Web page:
Are you planning to buy a home, refinance a home or take out a loan for a large purchase such as a home, car or medical care? Lenders will look at your debt load. The co-signed account included.
"That account will impact your score no differently than if you were the only person on that account," says Barry Paperno, consumer affairs manager with myFICO.com. As far as creditors and potential creditors are concerned, "it is your account," he says.
Every consumer can only handle so much debt. If this card pushes you into the danger zone in the eyes of your own creditors, you risk paying higher rates on your own credit cards, higher rates on future loans and even being denied credit or having your credit lines cut.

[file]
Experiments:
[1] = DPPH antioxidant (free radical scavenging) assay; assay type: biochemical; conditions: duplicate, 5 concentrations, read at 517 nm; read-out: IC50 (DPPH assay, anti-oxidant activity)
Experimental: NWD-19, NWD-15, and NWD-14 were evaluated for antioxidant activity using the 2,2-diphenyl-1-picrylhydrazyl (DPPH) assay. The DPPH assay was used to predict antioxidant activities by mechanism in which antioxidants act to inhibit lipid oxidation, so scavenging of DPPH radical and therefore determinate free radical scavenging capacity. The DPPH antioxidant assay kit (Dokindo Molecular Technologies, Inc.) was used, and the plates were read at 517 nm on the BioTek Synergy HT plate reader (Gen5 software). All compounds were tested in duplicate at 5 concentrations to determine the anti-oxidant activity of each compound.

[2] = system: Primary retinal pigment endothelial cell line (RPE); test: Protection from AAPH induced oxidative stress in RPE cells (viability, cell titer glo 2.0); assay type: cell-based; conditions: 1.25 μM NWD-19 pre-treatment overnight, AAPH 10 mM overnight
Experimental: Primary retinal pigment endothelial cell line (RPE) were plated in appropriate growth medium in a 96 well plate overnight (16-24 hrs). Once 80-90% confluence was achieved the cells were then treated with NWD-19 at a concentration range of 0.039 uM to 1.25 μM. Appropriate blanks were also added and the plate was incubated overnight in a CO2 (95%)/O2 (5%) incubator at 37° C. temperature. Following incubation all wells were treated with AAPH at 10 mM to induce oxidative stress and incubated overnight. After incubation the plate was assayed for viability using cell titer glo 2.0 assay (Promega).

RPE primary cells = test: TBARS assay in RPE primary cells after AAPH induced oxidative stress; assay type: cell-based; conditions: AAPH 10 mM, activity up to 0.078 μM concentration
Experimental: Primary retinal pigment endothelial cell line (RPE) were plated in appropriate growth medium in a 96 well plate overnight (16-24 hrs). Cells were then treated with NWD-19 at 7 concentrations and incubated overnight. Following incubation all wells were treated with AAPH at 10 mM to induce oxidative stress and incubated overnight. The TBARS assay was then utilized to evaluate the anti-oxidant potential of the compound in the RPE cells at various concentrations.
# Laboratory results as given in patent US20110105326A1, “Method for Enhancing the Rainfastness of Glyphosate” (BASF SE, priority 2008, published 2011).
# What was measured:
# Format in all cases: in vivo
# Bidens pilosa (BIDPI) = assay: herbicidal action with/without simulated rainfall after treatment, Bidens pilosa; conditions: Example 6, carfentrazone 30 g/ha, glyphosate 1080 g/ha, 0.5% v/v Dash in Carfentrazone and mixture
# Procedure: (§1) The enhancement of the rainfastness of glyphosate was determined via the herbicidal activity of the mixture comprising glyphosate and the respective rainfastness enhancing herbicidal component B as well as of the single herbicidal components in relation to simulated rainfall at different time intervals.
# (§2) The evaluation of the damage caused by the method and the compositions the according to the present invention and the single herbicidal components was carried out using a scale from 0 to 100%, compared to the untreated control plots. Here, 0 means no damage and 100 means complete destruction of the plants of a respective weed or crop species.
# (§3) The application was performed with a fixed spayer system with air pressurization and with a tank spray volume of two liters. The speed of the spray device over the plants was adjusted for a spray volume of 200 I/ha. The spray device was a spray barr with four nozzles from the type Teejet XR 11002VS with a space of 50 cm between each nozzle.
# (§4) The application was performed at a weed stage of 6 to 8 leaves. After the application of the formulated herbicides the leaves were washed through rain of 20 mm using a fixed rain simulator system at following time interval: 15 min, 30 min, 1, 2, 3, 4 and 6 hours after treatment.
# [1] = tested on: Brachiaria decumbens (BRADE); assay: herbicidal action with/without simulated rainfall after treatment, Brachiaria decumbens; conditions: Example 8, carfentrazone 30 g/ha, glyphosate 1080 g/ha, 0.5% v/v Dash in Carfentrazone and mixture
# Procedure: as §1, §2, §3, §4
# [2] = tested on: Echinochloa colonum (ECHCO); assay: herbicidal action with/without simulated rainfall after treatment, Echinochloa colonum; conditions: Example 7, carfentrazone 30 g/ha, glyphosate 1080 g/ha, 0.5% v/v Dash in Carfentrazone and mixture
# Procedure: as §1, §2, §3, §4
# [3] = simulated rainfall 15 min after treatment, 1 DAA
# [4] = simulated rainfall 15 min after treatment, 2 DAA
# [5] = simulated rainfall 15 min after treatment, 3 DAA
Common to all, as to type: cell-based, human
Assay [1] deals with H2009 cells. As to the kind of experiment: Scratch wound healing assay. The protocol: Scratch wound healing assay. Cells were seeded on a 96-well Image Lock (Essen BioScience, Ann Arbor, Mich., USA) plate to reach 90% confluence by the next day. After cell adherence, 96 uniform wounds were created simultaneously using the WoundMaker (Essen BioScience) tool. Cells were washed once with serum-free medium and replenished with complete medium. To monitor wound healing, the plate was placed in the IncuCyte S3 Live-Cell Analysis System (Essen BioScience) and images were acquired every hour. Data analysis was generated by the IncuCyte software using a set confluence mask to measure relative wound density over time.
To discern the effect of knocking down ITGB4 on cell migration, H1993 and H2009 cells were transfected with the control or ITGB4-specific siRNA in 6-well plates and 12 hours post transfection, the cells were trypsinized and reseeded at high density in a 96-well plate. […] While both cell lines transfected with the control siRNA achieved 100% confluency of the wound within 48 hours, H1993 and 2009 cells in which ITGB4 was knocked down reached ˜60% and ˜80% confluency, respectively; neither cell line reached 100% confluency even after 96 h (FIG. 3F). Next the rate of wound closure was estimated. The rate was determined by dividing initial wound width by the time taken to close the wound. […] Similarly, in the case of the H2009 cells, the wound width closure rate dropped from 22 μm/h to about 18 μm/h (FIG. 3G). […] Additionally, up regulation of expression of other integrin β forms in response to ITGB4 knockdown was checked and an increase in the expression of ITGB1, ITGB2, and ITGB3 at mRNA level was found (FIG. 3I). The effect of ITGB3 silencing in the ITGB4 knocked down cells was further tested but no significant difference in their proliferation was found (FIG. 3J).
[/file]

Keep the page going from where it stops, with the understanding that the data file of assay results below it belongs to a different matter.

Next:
A co-signed card also has the potential to drop your credit score, says Ulzheimer.
That's because credit-scoring formulas look at how much available credit you have and how much you use each month. The less you use, the better, he says.
Even if your account holder pays the bill on time every month, if that person is using a chunk of the available credit, it could lower your score, says Ulzheimer.